As constituent parts of image objects, superpixels can improve several higher-level operations. However, image segmentation methods might have their accuracy seriously compromised for reduced numbers of superpixels. We have investigated a solution based on the Iterative Spanning Forest (ISF) framework. In this letter, we present Dynamic ISF (DISF) — a method based on the following steps. (a) It starts from an image graph and a seed set with considerably more pixels than the desired number of superpixels. (b) The seeds compete among themselves, and each seed conquers its most closely connected pixels, resulting in an image partition (spanning forest) with connected superpixels. In step (c), DISF assigns relevance values to seeds based on superpixel analysis and removes the most irrelevant ones. Steps (b) and (c) are repeated until the desired number of superpixels is reached. DISF has the chance to reconstruct relevant edges after each iteration, when compared to region merging algorithms. As compared to other seed-based superpixel methods, DISF is more likely to find relevant seeds. It also introduces dynamic arc-weight estimation in the ISF framework for more effective superpixel delineation, and we demonstrate all results on three datasets with distinct object properties.
The DISF algorithm retains the most stable borders along its iterations until the number of desired superpixels achieved. Moreover, irrelevant superpixels (e.g., too small, or belongs to a homogeneous region) are identified and such that the object borders are minimally impacted. Such strategy permits a better boundary adherence and consistency in between different segmentation results, for distinct final number of superpixels (e.g.,1000, 500, 250, 100, 50 and 25), as the figures illustrate.
We evaluated our algorithm with different state-of-the-art methods:
|Linear Spectral Clustering (LSC)||Simple Linear Iterative Clustering (SLIC)|
|Li and Chen. “Superpixel segmentation using linear spectral clustering.” Proceedings of the IEEE Conference on Computer Vision and Pattern Recognition, 2015||Achanta et al. “SLIC superpixels compared to state-of-the-art superpixel methods.” IEEE Transactions on Pattern Analysis and Machine Intelligence, 2012|
|Superpixel Hierarchy (SH)||Iterative Spanning Forest (ISF)|
|Wei et al. “Superpixel Hierarchy.” IEEE Transactions in Image Processing, 2018||Vargas-Muñoz et al. “An iterative spanning forest framework for superpixel segmentation.” IEEE Transactions on Image Processing, 2019|
Moreover, we evaluated the methods using the two most popular superpixel segmentation segmentation metrics:
|Boundary Recall (BR)||Under-Segmentation Error (UE)|
|Achanta et al. “SLIC superpixels compared to state-of-the-art superpixel methods.” IEEE Transactions on Pattern Analysis and Machine Intelligence, 2012.||Neubert and Protzel. “Superpixel benchmark and comparison.” Proceedings Forum Bildverarbeitung, 2012.|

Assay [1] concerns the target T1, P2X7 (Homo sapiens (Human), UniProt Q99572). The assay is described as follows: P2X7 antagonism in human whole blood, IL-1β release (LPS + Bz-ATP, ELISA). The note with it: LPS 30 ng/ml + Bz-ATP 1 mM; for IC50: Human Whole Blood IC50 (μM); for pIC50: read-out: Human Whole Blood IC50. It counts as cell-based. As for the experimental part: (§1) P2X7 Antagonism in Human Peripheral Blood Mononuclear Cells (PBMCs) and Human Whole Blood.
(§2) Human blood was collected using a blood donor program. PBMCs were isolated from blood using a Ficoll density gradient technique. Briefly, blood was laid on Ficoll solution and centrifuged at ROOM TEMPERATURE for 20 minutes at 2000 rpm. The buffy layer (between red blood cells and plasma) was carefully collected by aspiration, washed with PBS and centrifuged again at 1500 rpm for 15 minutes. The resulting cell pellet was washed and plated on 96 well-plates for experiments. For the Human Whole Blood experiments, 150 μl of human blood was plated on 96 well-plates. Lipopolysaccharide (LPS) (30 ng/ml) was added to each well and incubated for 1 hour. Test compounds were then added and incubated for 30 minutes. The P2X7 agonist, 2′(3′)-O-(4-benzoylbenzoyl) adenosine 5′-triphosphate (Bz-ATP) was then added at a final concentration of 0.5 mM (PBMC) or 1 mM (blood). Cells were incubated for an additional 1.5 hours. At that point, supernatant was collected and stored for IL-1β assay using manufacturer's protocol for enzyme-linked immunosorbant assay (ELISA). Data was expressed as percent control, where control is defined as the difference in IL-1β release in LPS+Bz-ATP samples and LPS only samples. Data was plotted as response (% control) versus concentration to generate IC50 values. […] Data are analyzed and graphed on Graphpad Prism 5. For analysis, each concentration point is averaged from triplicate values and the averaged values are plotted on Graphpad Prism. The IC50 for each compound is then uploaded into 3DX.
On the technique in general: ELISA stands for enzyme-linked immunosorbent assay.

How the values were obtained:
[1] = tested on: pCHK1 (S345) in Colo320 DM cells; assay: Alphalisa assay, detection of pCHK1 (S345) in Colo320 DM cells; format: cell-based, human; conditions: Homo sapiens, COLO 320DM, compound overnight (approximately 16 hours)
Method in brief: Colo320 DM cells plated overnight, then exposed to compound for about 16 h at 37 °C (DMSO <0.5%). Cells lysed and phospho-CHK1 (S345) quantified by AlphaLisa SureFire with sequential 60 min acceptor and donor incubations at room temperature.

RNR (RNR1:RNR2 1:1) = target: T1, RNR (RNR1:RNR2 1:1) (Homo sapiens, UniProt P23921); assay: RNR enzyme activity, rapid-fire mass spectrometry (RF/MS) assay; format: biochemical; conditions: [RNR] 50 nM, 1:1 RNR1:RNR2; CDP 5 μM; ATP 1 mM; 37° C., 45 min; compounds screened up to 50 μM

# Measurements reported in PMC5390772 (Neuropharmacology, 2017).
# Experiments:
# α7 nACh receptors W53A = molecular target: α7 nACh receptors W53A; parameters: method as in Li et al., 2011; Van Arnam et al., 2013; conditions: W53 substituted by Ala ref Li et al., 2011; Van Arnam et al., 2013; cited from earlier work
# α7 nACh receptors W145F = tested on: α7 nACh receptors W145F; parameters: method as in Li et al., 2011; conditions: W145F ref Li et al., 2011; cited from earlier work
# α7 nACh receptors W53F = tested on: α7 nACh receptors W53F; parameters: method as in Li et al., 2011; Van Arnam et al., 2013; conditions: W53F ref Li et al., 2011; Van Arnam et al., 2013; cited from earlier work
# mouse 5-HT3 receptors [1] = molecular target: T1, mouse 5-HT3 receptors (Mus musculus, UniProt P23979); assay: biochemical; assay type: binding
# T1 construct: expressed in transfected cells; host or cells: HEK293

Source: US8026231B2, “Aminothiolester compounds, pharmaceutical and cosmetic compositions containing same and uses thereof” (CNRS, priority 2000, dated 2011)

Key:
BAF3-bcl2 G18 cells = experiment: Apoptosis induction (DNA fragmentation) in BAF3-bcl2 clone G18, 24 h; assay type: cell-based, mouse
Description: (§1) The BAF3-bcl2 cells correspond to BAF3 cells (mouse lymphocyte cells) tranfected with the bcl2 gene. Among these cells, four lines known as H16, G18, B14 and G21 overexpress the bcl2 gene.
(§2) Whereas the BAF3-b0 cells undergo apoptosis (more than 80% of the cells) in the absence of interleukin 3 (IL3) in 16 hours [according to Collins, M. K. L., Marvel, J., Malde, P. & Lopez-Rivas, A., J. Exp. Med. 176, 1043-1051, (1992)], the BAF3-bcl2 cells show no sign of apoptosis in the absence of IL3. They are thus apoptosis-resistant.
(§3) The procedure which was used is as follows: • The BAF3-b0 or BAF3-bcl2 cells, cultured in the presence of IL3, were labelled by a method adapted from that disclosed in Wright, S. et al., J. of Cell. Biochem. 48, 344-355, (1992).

And we considered three datasets from different domains:
|Birds||Liver||Berkeley Segmentation Dataset (BSDS500)|
|Mansilla and Miranda. “Oriented image foresting transform segmentation: Connectivity constraints with adjustable width.” Proceedings of the IEEE Conference on Graphics, Patterns and Images, 2016.||Vargas-Muñoz et al. “An iterative spanning forest framework for superpixel segmentation.” IEEE Transactions on Image Processing, 2019.||Arbelaez, et al. “Contour detection and hierarchical image segmentation.” IEEE Transactions on Pattern Analysis and Machine Intelligence, 2010|
As it can be seen in the charts, the DISF algorithm presents smoother curves due to its segmentation consistency. Moreover, its performance surpasses state-of-the-art’s in both terms of boundary recall and under-segmentation error. It is important to notice that the “starting point” of DISF is significantly better than the other methods, indicating better delineation for a small number of superpixels (which is often preferable).
DISF was written in C, considering a Linux-based operational system, and its source code is avaliable for download (338KB). Moreover, it is possible to run the code in Python3, MATLAB, and Octave through wrappers (as illustrated by the demos). Although modifications can be performed for executing it in other environments, we CANNOT assure its proper compilation and execution in such. Please, read the README in the zipped file for details on how to compile and run our code. Finally, this implementation of DISF is licensed under Open Software License v3.0 (see LICENSE for more details).
We provide some example images from each dataset for download (1MB), for testing purposes.
Please, feel free to contact the authors for any unexpected behavior you might face (e.g., bugs). Moreover, if you’re interested in using our code, we appreciate if you cite this work in your project.